Legal Update Memo No. 03-2021 REVISED – Mandating Vaccinations for Employees (K-12)

Download pdf: 03-2021 REVISED – Mandating Vaccinations for Employees (DLM-CDC)

Currently, there is no mandatory vaccination requirement from either the state or federal government.  According to California For All, presently the state “hope[s] that once Californians find out how safe and effective the COVID-19 vaccines are, they will voluntarily opt to receive them.”[1]  This Legal Update addresses the question of whether a public employer, such as a local educational agency (“LEA”), may mandate that its employees receive the COVID-19 vaccination.

Current guidance from the Equal Employment Opportunity Commission (“EEOC”) [2] provides that employers may require employees to receive a COVID-19 vaccination, subject to the below analysis.

COVID-19 Vaccines, EUA, and FD&C Act

As a preliminary issue, there are two COVID-19 vaccines currently authorized for emergency use by the U.S. Food and Drug Administration (“FDA”):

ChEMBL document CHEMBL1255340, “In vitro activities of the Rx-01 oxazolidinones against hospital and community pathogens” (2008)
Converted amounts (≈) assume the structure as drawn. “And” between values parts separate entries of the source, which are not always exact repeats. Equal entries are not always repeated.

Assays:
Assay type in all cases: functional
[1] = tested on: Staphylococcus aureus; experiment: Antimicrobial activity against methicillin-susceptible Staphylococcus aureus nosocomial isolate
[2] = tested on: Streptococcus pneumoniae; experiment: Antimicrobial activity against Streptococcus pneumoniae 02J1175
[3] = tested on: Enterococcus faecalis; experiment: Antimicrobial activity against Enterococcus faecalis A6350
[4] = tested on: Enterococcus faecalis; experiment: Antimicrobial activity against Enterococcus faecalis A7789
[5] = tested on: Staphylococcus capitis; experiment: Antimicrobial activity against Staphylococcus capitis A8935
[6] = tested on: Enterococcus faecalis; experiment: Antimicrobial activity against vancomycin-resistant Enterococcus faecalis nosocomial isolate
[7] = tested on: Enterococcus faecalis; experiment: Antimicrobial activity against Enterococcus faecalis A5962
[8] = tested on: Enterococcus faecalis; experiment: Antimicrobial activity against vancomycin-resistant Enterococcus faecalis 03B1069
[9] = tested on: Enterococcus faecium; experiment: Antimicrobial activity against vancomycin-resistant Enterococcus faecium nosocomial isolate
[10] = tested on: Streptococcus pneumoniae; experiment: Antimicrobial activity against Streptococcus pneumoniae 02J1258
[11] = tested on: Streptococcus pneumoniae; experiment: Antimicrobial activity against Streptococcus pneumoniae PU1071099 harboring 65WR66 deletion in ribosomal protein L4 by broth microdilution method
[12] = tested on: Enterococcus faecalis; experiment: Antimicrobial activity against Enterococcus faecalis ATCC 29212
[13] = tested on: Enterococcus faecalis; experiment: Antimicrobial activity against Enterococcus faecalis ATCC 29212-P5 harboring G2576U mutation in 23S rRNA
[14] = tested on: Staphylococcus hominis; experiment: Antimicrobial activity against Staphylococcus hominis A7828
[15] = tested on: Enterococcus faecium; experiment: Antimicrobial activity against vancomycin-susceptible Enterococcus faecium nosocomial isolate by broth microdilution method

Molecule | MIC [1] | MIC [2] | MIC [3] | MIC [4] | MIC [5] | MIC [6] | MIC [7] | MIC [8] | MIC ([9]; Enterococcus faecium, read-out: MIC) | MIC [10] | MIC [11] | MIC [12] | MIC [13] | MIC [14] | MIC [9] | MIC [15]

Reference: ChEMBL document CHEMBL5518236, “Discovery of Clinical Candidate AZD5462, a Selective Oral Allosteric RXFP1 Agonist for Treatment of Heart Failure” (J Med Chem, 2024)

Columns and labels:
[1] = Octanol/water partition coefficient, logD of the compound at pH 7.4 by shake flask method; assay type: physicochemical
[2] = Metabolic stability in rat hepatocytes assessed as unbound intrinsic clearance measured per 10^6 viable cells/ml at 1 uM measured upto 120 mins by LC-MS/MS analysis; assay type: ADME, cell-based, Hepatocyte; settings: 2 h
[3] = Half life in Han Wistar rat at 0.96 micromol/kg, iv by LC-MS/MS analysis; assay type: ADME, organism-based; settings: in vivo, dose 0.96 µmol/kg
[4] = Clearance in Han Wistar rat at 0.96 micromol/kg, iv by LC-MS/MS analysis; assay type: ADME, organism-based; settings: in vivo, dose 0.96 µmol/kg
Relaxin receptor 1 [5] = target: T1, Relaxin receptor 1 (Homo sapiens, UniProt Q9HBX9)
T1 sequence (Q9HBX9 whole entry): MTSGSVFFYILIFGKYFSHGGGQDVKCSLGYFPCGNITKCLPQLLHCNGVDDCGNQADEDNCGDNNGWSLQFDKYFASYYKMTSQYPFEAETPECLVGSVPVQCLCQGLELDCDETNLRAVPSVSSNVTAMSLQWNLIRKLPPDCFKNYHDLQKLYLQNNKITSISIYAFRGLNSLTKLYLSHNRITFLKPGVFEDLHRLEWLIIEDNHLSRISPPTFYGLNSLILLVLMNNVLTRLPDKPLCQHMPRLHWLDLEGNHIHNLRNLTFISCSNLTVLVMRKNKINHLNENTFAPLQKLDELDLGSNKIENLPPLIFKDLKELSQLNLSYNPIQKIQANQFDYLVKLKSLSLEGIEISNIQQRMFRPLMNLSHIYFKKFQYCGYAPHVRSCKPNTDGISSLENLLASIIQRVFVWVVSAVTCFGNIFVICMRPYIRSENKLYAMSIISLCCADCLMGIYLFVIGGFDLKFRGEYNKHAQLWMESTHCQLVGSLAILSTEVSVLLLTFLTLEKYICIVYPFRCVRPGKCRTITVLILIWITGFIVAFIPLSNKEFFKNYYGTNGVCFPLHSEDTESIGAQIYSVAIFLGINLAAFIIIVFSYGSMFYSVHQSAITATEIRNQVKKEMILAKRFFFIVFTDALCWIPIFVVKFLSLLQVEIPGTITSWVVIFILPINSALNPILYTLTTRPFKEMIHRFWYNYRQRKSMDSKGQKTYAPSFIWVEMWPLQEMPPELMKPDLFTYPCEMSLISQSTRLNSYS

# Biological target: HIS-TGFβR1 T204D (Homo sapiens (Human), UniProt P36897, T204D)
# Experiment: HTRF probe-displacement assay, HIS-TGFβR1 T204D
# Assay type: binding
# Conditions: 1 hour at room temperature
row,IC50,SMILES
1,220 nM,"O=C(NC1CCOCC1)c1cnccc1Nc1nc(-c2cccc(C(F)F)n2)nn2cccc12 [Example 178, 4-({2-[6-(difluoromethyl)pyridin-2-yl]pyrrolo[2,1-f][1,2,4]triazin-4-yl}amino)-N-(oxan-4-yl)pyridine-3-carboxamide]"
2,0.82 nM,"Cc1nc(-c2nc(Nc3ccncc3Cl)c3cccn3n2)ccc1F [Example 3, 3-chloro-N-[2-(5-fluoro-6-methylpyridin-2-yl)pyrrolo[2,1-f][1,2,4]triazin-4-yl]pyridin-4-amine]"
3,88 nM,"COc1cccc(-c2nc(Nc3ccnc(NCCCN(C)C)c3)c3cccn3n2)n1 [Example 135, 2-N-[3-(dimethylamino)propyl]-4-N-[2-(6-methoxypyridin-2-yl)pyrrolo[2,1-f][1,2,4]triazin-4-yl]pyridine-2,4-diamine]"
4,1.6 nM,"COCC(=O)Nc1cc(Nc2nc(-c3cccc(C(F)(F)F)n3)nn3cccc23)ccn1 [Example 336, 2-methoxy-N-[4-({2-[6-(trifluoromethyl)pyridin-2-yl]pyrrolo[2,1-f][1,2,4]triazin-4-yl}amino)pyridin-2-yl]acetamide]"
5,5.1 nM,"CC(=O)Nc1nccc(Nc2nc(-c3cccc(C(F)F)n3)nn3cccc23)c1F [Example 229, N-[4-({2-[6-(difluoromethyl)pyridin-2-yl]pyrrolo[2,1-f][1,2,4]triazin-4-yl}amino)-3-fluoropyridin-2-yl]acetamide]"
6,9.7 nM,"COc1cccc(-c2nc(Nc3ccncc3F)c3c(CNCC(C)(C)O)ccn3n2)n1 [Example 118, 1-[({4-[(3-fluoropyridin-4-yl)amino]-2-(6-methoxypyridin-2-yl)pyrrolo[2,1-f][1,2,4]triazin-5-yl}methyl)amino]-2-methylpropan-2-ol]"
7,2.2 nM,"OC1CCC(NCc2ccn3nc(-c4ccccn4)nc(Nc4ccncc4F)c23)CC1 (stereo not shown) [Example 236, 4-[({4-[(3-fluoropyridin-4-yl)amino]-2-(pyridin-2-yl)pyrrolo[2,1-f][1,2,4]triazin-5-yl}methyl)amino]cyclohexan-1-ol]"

• Moderna COVID-19 Vaccine (authorized by the FDA on December 18, 2020)
  • Pfizer-BioNTech COVID-19 Vaccine (authorized by the FDA on December 11, 2020).[3]

The EEOC guidance provides information on Emergency Use Authorization (“EUA”) of COVID-19 vaccines in its Question and Answer K.4., which provides:

Some COVID-19 vaccines may only be available to the public for the foreseeable future under EUA granted by the FDA, which is different than approval under FDA vaccine licensure. The FDA has an obligation to:

[E]nsure that recipients of the vaccine under an EUA are informed, to the extent practicable under the applicable circumstances, that FDA has authorized the emergency use of the vaccine, of the known and potential benefits and risks, the extent to which such benefits and risks are unknown, that they have the option to accept or refuse the vaccine, and of any available alternatives to the product. [Emphasis added].